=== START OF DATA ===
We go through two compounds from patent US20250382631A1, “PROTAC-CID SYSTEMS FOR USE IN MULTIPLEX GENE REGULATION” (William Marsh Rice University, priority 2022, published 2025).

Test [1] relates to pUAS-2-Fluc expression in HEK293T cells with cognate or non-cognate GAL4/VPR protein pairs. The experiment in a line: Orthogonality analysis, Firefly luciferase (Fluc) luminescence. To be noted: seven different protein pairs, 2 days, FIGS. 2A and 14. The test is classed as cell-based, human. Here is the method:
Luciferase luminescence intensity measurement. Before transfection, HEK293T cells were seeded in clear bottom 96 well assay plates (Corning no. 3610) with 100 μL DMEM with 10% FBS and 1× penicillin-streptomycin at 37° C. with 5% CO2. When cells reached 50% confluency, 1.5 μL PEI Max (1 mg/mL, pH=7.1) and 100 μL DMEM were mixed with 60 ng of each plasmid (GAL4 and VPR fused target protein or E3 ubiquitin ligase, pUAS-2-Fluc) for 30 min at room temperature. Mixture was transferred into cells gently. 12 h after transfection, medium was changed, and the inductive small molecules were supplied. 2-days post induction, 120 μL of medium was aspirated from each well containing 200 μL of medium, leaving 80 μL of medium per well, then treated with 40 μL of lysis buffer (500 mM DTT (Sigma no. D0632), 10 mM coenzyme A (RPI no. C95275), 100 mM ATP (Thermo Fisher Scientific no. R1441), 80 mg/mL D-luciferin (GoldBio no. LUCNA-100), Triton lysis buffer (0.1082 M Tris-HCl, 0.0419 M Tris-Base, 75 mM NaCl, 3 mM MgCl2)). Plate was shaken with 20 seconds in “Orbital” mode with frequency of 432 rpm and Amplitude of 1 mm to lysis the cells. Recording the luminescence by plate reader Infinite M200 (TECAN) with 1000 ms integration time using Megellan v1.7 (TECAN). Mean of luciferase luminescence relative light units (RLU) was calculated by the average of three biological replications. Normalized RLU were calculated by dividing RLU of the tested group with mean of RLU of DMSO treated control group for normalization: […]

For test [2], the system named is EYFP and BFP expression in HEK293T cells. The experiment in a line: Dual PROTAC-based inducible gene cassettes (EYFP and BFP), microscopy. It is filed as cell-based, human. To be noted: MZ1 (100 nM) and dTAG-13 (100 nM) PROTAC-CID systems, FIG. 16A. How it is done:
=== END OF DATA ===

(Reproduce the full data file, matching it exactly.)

We go through two compounds from patent US20250382631A1, “PROTAC-CID SYSTEMS FOR USE IN MULTIPLEX GENE REGULATION” (William Marsh Rice University, priority 2022, published 2025).

Test [1] relates to pUAS-2-Fluc expression in HEK293T cells with cognate or non-cognate GAL4/VPR protein pairs. The experiment in a line: Orthogonality analysis, Firefly luciferase (Fluc) luminescence. To be noted: seven different protein pairs, 2 days, FIGS. 2A and 14. The test is classed as cell-based, human. Here is the method:
Luciferase luminescence intensity measurement. Before transfection, HEK293T cells were seeded in clear bottom 96 well assay plates (Corning no. 3610) with 100 μL DMEM with 10% FBS and 1× penicillin-streptomycin at 37° C. with 5% CO2. When cells reached 50% confluency, 1.5 μL PEI Max (1 mg/mL, pH=7.1) and 100 μL DMEM were mixed with 60 ng of each plasmid (GAL4 and VPR fused target protein or E3 ubiquitin ligase, pUAS-2-Fluc) for 30 min at room temperature. Mixture was transferred into cells gently. 12 h after transfection, medium was changed, and the inductive small molecules were supplied. 2-days post induction, 120 μL of medium was aspirated from each well containing 200 μL of medium, leaving 80 μL of medium per well, then treated with 40 μL of lysis buffer (500 mM DTT (Sigma no. D0632), 10 mM coenzyme A (RPI no. C95275), 100 mM ATP (Thermo Fisher Scientific no. R1441), 80 mg/mL D-luciferin (GoldBio no. LUCNA-100), Triton lysis buffer (0.1082 M Tris-HCl, 0.0419 M Tris-Base, 75 mM NaCl, 3 mM MgCl2)). Plate was shaken with 20 seconds in “Orbital” mode with frequency of 432 rpm and Amplitude of 1 mm to lysis the cells. Recording the luminescence by plate reader Infinite M200 (TECAN) with 1000 ms integration time using Megellan v1.7 (TECAN). Mean of luciferase luminescence relative light units (RLU) was calculated by the average of three biological replications. Normalized RLU were calculated by dividing RLU of the tested group with mean of RLU of DMSO treated control group for normalization: […]

For test [2], the system named is EYFP and BFP expression in HEK293T cells. The experiment in a line: Dual PROTAC-based inducible gene cassettes (EYFP and BFP), microscopy. It is filed as cell-based, human. To be noted: MZ1 (100 nM) and dTAG-13 (100 nM) PROTAC-CID systems, FIG. 16A. How it is done: